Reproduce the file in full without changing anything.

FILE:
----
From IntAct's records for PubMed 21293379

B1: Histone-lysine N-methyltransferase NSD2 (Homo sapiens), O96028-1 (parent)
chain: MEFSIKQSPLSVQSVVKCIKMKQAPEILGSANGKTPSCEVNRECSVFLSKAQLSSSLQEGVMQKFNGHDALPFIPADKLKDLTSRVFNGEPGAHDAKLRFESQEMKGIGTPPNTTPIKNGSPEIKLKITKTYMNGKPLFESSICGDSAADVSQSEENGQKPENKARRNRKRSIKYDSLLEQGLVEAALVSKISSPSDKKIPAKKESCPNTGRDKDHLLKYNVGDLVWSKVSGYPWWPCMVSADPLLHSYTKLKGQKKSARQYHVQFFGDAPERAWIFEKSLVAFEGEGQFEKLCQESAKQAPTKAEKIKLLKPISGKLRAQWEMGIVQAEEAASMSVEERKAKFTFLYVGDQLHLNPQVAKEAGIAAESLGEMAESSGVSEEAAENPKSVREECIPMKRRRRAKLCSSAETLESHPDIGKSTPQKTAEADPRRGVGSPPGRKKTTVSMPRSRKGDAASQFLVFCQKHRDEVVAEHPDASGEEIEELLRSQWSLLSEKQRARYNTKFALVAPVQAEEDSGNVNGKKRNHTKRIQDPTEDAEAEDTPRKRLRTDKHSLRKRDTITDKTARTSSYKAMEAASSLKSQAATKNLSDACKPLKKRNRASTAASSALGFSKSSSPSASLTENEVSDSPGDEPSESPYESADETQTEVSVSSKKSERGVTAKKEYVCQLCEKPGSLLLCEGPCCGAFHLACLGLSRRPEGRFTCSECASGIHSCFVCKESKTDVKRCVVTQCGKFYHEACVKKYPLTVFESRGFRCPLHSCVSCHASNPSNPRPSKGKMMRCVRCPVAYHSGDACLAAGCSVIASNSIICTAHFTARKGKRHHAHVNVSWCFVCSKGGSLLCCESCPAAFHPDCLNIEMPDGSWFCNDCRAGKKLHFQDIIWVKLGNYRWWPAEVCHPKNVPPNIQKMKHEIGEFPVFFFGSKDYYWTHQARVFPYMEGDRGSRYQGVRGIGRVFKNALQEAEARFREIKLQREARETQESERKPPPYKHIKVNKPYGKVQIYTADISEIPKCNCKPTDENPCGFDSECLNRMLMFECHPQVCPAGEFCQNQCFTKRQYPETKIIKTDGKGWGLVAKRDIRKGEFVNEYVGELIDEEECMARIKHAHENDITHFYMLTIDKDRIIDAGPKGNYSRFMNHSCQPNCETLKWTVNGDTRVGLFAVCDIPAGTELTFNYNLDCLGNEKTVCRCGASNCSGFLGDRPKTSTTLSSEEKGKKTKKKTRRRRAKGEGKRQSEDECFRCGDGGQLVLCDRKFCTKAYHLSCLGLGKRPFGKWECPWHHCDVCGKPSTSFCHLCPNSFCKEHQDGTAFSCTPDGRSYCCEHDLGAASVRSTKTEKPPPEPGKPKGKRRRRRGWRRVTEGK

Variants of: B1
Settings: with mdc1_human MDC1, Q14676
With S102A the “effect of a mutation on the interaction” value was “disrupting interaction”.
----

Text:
From IntAct's records for PubMed 21293379

B1: Histone-lysine N-methyltransferase NSD2 (Homo sapiens), O96028-1 (parent)
chain: MEFSIKQSPLSVQSVVKCIKMKQAPEILGSANGKTPSCEVNRECSVFLSKAQLSSSLQEGVMQKFNGHDALPFIPADKLKDLTSRVFNGEPGAHDAKLRFESQEMKGIGTPPNTTPIKNGSPEIKLKITKTYMNGKPLFESSICGDSAADVSQSEENGQKPENKARRNRKRSIKYDSLLEQGLVEAALVSKISSPSDKKIPAKKESCPNTGRDKDHLLKYNVGDLVWSKVSGYPWWPCMVSADPLLHSYTKLKGQKKSARQYHVQFFGDAPERAWIFEKSLVAFEGEGQFEKLCQESAKQAPTKAEKIKLLKPISGKLRAQWEMGIVQAEEAASMSVEERKAKFTFLYVGDQLHLNPQVAKEAGIAAESLGEMAESSGVSEEAAENPKSVREECIPMKRRRRAKLCSSAETLESHPDIGKSTPQKTAEADPRRGVGSPPGRKKTTVSMPRSRKGDAASQFLVFCQKHRDEVVAEHPDASGEEIEELLRSQWSLLSEKQRARYNTKFALVAPVQAEEDSGNVNGKKRNHTKRIQDPTEDAEAEDTPRKRLRTDKHSLRKRDTITDKTARTSSYKAMEAASSLKSQAATKNLSDACKPLKKRNRASTAASSALGFSKSSSPSASLTENEVSDSPGDEPSESPYESADETQTEVSVSSKKSERGVTAKKEYVCQLCEKPGSLLLCEGPCCGAFHLACLGLSRRPEGRFTCSECASGIHSCFVCKESKTDVKRCVVTQCGKFYHEACVKKYPLTVFESRGFRCPLHSCVSCHASNPSNPRPSKGKMMRCVRCPVAYHSGDACLAAGCSVIASNSIICTAHFTARKGKRHHAHVNVSWCFVCSKGGSLLCCESCPAAFHPDCLNIEMPDGSWFCNDCRAGKKLHFQDIIWVKLGNYRWWPAEVCHPKNVPPNIQKMKHEIGEFPVFFFGSKDYYWTHQARVFPYMEGDRGSRYQGVRGIGRVFKNALQEAEARFREIKLQREARETQESERKPPPYKHIKVNKPYGKVQIYTADISEIPKCNCKPTDENPCGFDSECLNRMLMFECHPQVCPAGEFCQNQCFTKRQYPETKIIKTDGKGWGLVAKRDIRKGEFVNEYVGELIDEEECMARIKHAHENDITHFYMLTIDKDRIIDAGPKGNYSRFMNHSCQPNCETLKWTVNGDTRVGLFAVCDIPAGTELTFNYNLDCLGNEKTVCRCGASNCSGFLGDRPKTSTTLSSEEKGKKTKKKTRRRRAKGEGKRQSEDECFRCGDGGQLVLCDRKFCTKAYHLSCLGLGKRPFGKWECPWHHCDVCGKPSTSFCHLCPNSFCKEHQDGTAFSCTPDGRSYCCEHDLGAASVRSTKTEKPPPEPGKPKGKRRRRRGWRRVTEGK

Variants of: B1
Settings: with mdc1_human MDC1, Q14676
With S102A the “effect of a mutation on the interaction” value was “disrupting interaction”.